What happened when one Aussie took up the personal challenge to not drink for a month?
“I can have fun sober,” I thought, “I have a lot to do tomorrow,” I thought, “I don’t even want to drink anyway,” I thought…
The issue is, all of these thoughts occurred before ‘the moment’. That critical moment just after your friend has asked you what you want from the bar and you have replied with “I’m not drinking tonight”. That is ‘the moment’. A sea of disappointed faces suddenly surrounds you. You get bombarded with people saying; “oh, come on”, “But it’s my birthday!”, “Just have a few”, “But we haven’t been out together for ages!”. For me it is that moment that is make or break. It isn’t that the thoughts I had earlier are no longer valid or that I suddenly have an urge to drink, it is just that I am a people pleaser and I do not want to disappoint my friends.
That moment is the reason I am doing Dry July. For those of you who have never heard of Dry July, I should explain that I am Australian. We do all kinds of weird and wonderful things in our country that I wouldn’t bother trying to justify to others (vegemite and avocado on toast- it’s AMAZING!). However, Dry July is one thing we do that is well worth a mention. It all began in 2008 with 3 friends who had all suffered through losing a loved one to cancer. They decided to go dry for the month of July to raise money for adult cancer patients. News got out about their campaign via the local radio station and the response was phenomenal with over 1000 people taking the pledge with them. Since then, Dry July has become a well known event that continues to grow across Australia and New Zealand. Over the years 90 000+ people have signed up to be a part of Dry July raising more than $20 million for cancer services. I would like to be able to say that I am doing Dry July to raise money for much needed cancer research and support but, in all honesty, my reasoning is much more selfish. I am making a real effort to look after my health. Over the last few months I have been eating well and exercising daily, I have reduced my alcohol consumption to next to nothing and I have been feeling great! But, even when I am feeling really good within myself and have such a clear view on what I want (I’ll take an early morning run around the lake over a late night greasy kebab and a hangover any day!), I still struggle with ‘the moment’. So, I have used Dry July as a safety blanket against that moment and the outcome has been astounding.
During the month of July I have had many events involving alcohol from Friday afternoons to engagement celebrations to birthday drinks and I have been completely dry at all of them. To me this hasn’t been a challenging experience at all, in fact it has made life so much easier. I am no longer concerned about what I am going to say when people ask why I’m not drinking. I went to a party at the local football club last weekend (and trust me, this is not the type of party you don’t drink at) and, although the fact I wasn’t drinking was still met with some disappointed faces, the comments changed tone to “Dry July- good on you!”, “well done!”, “keep it up”, “Can I get you a water or soft drink?”. It is as if Dry July is this magic ‘trump all’ card that makes all of the pressure in that moment go away.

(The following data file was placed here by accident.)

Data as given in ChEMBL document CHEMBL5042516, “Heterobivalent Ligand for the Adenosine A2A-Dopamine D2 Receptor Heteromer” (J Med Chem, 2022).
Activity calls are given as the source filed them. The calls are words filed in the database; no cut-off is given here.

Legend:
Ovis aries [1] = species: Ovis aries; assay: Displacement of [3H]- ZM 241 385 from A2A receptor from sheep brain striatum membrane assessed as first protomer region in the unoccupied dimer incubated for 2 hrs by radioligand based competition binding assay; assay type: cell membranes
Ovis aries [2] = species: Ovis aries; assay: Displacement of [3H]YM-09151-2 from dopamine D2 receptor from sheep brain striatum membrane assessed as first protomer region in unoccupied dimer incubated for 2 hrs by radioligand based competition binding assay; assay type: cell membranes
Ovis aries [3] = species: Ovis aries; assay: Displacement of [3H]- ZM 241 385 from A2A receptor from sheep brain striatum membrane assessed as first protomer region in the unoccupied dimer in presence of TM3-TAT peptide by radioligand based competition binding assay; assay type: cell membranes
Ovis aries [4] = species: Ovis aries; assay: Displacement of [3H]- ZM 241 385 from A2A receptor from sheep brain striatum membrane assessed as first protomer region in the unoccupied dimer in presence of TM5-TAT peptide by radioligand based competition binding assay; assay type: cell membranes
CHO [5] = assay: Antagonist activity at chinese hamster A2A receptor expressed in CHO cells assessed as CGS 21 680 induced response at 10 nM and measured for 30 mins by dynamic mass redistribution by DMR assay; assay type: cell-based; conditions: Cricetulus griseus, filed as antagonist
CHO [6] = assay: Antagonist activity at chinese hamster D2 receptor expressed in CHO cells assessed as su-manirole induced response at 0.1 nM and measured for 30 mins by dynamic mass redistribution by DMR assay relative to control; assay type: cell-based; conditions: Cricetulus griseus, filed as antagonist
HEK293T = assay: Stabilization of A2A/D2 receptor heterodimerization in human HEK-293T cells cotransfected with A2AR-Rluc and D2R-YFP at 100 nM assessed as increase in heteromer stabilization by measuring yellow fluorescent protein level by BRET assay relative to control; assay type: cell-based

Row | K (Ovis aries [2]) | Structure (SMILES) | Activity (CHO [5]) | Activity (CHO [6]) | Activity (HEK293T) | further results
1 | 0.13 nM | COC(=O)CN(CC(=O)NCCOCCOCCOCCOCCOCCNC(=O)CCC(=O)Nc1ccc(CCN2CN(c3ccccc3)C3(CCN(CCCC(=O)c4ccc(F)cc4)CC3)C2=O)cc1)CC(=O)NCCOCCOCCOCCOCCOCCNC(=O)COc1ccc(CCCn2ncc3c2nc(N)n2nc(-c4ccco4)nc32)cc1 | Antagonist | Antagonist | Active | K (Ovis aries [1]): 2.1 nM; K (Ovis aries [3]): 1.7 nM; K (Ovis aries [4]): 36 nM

I have definitely noticed the health benefits that not drinking has had on my mind and body. I have felt happy, energetic and clear headed. I can’t say that any of these things came as a shock to me as I have known about the benefits all along. What I have learned though, is a lot about myself. If you had of spoken to me in June I would have confidently told you that I was not one to get ‘sucked in’ by peer pressure. I said no to things I didn’t want to do and stood up for what I believed in. I have said no to drugs on multiple occasions or refused to get into cars with people who are drinking. If you had come back to me with “What about alcohol and feeling pressured to drink?” I would have replied “Yeah, but I am making that decision myself not out of pressure” (and believed it). Yet, the amount of relief I felt just by being able to tell people I am doing Dry July proved just how pressured I was. The difference to me is that this is a pressure put on to us by society and by our culture. This isn’t one of your friends pressuring you, this is you pressuring yourself because it’s what you have always known. Having an event like Dry July which is valued higher in society than getting drunk with your friends is a truly refreshing thing.
So, what happens when July finishes? We will have to wait and see.
For more information on Dry July visit https://au.dryjuly.com/.